Just as Michigan’s charming Governor Gretchen Whitmer flipped from her self-righteous anti-hydroxychloroquine stance to one demanding the drug from Donald Trump, it appears public pressure – brought, in part, by Donald Trump, Jr. -- has seen her back off a massive, cozy state contract to track Michigan residents during the pandemic.
Because, well… you know how important it is to get medical records without a warrant, contrary to the wording of the Fourth Amendment, and you know how key it is to hand government graft to friends in high places.
According to the Free Beacon, on Tuesday, Ms. Whitmer smiled her way through a nice, fat, dismissal of the Bill of Rights, even as she handed a lucrative package to some Democrat-connected data giants.
Michigan Gov. Gretchen Whitmer this week awarded a coveted coronavirus tracking contract to a noted Democratic consultant and information firm, raising concerns that the commission, which is meant to help track and halt the disease's spread in the state, may be poised to reap political benefits for the Democratic Party from its gathering of COVID-19 intel.
The Whitmer administration announced Monday that it had awarded a contract for contact tracing in the state to Every Action VAN, an arm of the Democratic data behemoth NGP VAN. The liberal firm works with all of the major Democratic campaign committees and hundreds of labor unions across the country, according to its website, and will "help organize remote phone banking and track information and contacts" for Michigan, a state press release said.
And, as Daniel Payne noted on Tuesday for Disrn:
The group's head, Stu Trevelyan, is currently managing Democratic presidential candidate Joe Biden's voter outreach and fundraising efforts. NGP VAN was previously paid by Whitmer's 2019 gubernatorial campaign, according to state finance records.
What a complete surprise!
And this did not go unnoticed by Donald Trump, Jr., who soon Tweeted a link to the information and added:
It certainly was. And the outcry became so loud, Whitmer has, like she did with hydroxychloroquine, reversed course.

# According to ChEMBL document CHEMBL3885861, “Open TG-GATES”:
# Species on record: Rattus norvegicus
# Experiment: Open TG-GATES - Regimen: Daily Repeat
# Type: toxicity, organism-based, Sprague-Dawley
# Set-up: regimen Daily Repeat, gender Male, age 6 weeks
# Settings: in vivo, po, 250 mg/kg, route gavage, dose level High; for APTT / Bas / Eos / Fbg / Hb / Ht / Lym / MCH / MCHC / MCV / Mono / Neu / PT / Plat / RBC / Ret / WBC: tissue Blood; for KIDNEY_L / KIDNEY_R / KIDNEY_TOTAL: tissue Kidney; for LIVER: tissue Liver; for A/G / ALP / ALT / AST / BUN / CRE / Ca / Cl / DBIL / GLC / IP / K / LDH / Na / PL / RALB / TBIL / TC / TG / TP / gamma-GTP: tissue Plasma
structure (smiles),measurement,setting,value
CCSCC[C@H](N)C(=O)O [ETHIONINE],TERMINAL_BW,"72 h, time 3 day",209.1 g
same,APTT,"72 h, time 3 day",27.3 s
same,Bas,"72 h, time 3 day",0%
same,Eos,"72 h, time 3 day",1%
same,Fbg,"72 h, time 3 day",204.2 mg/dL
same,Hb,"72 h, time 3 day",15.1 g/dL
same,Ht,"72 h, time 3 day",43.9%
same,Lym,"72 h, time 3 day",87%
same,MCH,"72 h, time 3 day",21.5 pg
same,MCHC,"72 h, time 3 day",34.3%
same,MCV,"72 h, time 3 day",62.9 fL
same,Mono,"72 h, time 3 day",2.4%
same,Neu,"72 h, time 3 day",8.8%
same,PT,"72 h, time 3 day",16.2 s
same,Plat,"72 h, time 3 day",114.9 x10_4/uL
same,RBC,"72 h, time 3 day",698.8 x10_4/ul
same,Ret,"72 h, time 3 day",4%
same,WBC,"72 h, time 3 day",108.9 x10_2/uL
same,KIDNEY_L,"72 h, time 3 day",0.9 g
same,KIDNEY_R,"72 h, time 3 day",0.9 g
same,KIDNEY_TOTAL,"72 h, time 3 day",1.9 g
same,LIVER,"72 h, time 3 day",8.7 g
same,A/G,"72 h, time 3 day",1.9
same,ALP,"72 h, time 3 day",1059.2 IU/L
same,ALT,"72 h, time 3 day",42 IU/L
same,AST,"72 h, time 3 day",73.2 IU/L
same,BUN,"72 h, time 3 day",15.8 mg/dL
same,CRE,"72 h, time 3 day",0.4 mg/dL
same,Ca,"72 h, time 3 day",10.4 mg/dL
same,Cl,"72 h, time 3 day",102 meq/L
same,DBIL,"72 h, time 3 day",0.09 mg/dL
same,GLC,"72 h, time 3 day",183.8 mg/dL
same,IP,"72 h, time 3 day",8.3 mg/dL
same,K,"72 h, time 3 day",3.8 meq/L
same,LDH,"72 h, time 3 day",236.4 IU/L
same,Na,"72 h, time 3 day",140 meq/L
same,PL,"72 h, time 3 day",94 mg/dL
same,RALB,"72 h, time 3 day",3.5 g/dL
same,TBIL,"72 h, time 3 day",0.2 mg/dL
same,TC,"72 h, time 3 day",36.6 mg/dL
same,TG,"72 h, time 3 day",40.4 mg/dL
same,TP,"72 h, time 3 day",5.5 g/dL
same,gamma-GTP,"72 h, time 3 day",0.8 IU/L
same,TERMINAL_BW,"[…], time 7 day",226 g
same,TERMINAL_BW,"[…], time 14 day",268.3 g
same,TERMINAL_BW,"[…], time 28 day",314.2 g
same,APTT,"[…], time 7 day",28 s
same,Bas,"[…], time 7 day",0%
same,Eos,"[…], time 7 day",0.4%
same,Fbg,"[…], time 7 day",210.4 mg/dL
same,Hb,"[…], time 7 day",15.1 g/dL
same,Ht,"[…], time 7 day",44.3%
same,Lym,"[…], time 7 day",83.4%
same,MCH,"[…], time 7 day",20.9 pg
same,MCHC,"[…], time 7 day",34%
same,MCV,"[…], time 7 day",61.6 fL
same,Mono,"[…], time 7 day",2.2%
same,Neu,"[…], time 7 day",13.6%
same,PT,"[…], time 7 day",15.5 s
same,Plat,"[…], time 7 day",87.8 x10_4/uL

Later in the day – in fact, on Tuesday evening – Adam Ford followed-up for Disrn, reporting that Whitmer had canceled the contract, which was evidently for tracking and further data collection, and which not only gave rise to worries of glad-handing with politically-connected pals, but also gave rise to worries about the second portion of the work: the data collection.
As Disrn reported Tuesday afternoon, Michigan Gov. Gretchen Whitmer had awarded a coronavirus tracing contract to a noted Democratic consultant and information firm called NGP VAN, raising concerns that the commission, which is meant to help track and halt the disease's spread in the state, was poised to harvest political intel for the Democratic Party from its gathering of COVID-19 data.
And so Whitmer has backed-off again.
But does anyone thinks she’s backed-off the idea that it’s perfectly acceptable to collect private medical information, without a warrant?
This is something to remember, beyond this pandemic. In 1996, Republicans and Democrats in DC colluded to pass the Health Insurance Portability and Accountability Act, known as HIPAA in medical centers. Its Orwellian title hid two things.
First, it claimed for the feds the power to interpose between you and your private medical contractor to arrange forwarding and sharing of your medical information based on you own agreements, replacing a federal dictate telling medical service providers that they had to get your “consent” before they could share your medical data with others.
But that’s something you could work out yourselves, through private agreements with your medical providers, just like the sharing of any other secret one might with people. You don’t need the government telling you how to do it, and there’s no power in the Constitution allowing such a requirement.
Second, in the statute, which was passed in ’96, but wasn’t instituted until 2014 with the implementation of Obamacare, the feds claim the power to collect your medical data at any time.
So this “privacy” protection statute openly claims the power to collect your private information, sans a warrant.
Long live the Bill of Rights, ladies and gentlemen.
So, despite this kerfuffle passing in MI, there’s a greater lesson to remember when one hears discussion about “tracking” people.
That opens a door to the fact that the federal government claims the power to invade our privacy and collect our data at any time.
Enjoy that Bill of Rights, all. Evidently, it looks very pretty when politicians burn it to cinders.